Forum for Science, Industry and Business

Sponsored by:     3M 
Search our Site:

 

Proton beam therapy may improve treatment of rare but aggressive tumor

22.11.2006
Focusing radiation in the affected area leads to better control of cranial-base tumor

Proton beam radiation therapy, a very precise type of radiation treatment, may be an effective treatment for advanced adenoid cystic carcinoma that has spread to the cranial base, according to a study from the Francis H. Burr Proton Therapy Center at Massachusetts General Hospital (MGH).

In the November issue of Archives of Otolaryngology – Head and Neck Surgery, the research team describes results from 11 years of using proton therapy to treat this tumor, which can be dangerous when it spreads into the complex structures at the base of the skull.

"We are very encouraged by our results, in which local tumor control of advanced adenoid cystic carcinoma of the cranial base compared very favorably with results reported from traditional radiation therapy," says Annie Chan, MD, MGH Radiation Oncology, who led the study.

Frequently originating in the salivary glands, adenoid cystic carcinoma is an indolent but aggressive tumor that is usually treated surgically if diagnosed at an early stage. However, when it originates in or spreads into the cranial base – a complex area involving the cranial nerves, the eyes and critical brain structures – it is impossible to remove the tumor safely. Traditional radiation therapy has had limited success in controlling the tumors' growth, largely because the sensitive adjacent structures sharply limit the ability to deliver a strong enough dose.

Proton therapy takes advantage of an inherent quality of the positively charged atomic particles. As they travel through tissues, protons release most of their energy in a concentrated burst near the end of their range, which allows the power of the proton beam to be focused extremely precisely and spares surrounding structures. The MGH has used proton therapy to treat a variety of benign and malignant conditions since 1961 and in 2001 opened the Burr Proton Therapy Center, at the time the second hospital-based center in the world. Currently, proton therapy is offered in 25 centers worldwide, five of which are in the U.S.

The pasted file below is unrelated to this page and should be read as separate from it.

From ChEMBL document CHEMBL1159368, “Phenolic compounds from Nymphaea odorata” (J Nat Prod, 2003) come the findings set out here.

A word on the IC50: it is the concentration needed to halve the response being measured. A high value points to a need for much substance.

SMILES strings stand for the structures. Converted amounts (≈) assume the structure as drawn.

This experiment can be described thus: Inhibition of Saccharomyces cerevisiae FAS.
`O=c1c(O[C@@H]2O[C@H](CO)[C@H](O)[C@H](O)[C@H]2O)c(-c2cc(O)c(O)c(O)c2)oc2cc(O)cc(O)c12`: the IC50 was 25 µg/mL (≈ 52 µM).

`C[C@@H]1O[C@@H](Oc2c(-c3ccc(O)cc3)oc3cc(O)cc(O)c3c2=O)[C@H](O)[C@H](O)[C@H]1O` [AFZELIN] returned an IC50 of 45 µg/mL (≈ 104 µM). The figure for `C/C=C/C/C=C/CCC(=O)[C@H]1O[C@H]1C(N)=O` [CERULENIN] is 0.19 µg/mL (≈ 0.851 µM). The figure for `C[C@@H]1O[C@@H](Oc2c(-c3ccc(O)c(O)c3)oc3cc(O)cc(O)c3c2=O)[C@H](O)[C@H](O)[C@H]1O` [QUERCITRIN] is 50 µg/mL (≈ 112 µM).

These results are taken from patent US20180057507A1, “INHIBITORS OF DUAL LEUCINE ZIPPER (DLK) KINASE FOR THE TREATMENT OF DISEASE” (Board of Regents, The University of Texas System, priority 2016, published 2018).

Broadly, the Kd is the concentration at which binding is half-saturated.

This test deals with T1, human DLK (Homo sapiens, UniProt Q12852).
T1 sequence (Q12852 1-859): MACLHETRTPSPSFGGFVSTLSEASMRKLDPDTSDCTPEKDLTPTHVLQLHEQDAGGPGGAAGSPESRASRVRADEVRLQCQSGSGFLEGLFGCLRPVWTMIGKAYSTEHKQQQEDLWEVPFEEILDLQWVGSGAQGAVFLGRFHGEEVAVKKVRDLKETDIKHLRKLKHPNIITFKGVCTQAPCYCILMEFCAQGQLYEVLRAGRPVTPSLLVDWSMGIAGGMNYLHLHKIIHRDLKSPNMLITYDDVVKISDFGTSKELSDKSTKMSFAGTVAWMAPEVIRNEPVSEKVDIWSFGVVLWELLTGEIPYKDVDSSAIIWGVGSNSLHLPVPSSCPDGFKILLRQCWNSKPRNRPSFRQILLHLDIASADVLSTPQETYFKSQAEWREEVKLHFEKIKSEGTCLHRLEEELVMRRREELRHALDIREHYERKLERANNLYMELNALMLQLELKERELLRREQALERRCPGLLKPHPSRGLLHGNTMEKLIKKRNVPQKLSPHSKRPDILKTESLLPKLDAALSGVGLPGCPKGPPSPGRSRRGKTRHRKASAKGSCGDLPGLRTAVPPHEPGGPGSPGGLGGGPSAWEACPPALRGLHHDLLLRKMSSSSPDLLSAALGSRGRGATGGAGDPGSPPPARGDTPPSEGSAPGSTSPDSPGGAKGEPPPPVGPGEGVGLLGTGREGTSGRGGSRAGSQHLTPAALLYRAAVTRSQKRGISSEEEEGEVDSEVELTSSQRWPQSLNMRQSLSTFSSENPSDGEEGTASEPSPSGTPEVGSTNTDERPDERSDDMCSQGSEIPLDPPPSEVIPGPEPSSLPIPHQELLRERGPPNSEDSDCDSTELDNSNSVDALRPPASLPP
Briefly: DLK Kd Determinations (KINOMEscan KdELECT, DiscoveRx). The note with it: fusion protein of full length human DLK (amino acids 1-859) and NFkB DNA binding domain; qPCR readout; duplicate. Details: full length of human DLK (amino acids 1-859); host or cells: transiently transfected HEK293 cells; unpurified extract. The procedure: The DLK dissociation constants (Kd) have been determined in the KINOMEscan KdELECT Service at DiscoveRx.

The current study reports on a group of patients with very locally advanced adenoid cystic carcinoma involving the cranial base who were treated with high-dose proton beam therapy during the years 1991 through 2002. The majority of the patients could not undergo surgery, as the tumors were very advanced and involved critical structures in the brain or the cranial base. Patients were treated with high-dose proton beam radiation therapy, with treatment plans individually designed to target their specific tumors.

With proton beam treatment, only 9 percent of patients had local recurrence of their tumors, while with traditional radiation tumors recur locally more than 70 percent of the time. With tumors controlled locally in most patients, cancer that did recur was in the form of distant metastasis. However, more than half the patients remained free of recurrence through the end of the study period, up to eight years after surgery. Although blindness is a common side effect of traditional radiation to this area, none of the patients developed blindness with the proton beam treatment.

While the results of this study – the first known report of the use of proton beam therapy to treat this tumor – are better than trials of other types of radiation treatment, the researchers note that conducting the kind of randomized trial required to confirm a treatment's superiority would be difficult for such a rare tumor. However, multi-institutional prospective studies could further study the use of proton beam therapy to treat this rare and aggressive malignancy.

"We are now investigating whether combining proton beam radiation therapy with chemotherapy could further improve the outcome for these patients," says Chan, an assistant professor of Radiation Oncology at Harvard Medical School. The study was supported by the National Institutes of Health.

Sue McGreevey | EurekAlert!
Further information: